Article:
TL: We're setting it during the 'lost year' – the year we're currently having with the Doctor Who specials. Because they're one shots where the Doctor is pretty much alone, we can set the stories at any point between them. I personally have them set right before the final two issues of the one shots, after "Water Of Mars," but that's only for my own enjoyment. They could be directly after the Christmas special, Planet of the Dead – whenever you want. It'll only become important when it's set around issue #17, and by then we'll have Matt Smith as the Doctor on TV, and nobody will remember anyway!
But this is post-Martha, post-Donna, post-Rose.
NRAMA: How does the first issue set things up?
TL: Well, we start the series in '20s Hollywood, where The Doctor is in the middle of a party. We wanted him to be looking for Charlie Chaplin, but at the last minute we were told we couldn't use him for legal reasons, so the Doctor is chatting to another, not-so-famous silent movie star, Archie Maplin. He's come here because it was one of Donna's last wishes, and more importantly there's a static point in space and time here, and these things always interest him. He's also curious about a movie star that to his knowledge never existed, and the fact that when wannabe stars and starlets audition for a particular studio, they lose their hopes and dreams.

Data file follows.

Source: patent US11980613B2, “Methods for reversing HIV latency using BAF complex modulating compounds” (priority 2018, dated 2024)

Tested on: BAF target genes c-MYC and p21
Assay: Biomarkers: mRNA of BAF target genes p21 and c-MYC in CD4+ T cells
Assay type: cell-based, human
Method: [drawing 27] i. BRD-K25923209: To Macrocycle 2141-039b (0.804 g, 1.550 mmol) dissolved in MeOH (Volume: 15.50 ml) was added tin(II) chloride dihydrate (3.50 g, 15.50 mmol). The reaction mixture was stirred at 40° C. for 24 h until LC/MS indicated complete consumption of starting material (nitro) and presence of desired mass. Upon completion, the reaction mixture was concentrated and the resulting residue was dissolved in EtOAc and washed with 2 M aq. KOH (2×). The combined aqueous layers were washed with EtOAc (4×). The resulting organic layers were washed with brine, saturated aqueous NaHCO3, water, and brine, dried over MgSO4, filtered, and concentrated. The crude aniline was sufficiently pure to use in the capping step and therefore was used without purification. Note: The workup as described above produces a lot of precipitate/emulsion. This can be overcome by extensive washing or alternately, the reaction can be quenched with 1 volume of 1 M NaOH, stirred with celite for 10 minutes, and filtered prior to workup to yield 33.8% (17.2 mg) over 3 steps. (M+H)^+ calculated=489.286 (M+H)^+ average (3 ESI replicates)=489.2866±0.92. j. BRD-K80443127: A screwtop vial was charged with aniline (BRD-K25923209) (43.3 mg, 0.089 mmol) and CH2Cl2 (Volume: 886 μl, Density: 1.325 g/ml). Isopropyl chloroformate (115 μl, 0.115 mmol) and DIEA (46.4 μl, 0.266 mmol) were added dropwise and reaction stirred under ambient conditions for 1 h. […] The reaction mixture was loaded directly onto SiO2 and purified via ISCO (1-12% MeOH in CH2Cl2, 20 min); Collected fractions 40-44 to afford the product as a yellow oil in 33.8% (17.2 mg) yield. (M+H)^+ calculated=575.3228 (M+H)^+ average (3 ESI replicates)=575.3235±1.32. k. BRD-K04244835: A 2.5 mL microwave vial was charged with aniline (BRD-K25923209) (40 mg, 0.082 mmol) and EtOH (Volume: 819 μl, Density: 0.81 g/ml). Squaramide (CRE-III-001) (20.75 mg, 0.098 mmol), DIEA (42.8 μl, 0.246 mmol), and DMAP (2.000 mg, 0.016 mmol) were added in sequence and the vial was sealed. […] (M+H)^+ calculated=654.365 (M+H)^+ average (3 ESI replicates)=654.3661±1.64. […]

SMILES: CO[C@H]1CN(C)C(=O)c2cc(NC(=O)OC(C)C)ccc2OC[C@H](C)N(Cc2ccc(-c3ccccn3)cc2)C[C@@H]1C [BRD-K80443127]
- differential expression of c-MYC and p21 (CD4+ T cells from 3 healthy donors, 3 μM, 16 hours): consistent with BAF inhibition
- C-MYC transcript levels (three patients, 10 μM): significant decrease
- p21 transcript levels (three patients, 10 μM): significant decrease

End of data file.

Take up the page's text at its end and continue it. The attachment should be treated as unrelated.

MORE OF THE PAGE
So the Doctor, with a little help from a couple of studio folk he meets – a wannabe actress named Emily Winter and a studio runner named Matthew Finnegan, and of course Archie – delves deeper into this mystery, discovering an alien conspiracy and ancient artifacts.
NRAMA: What other familiar characters might we see show up?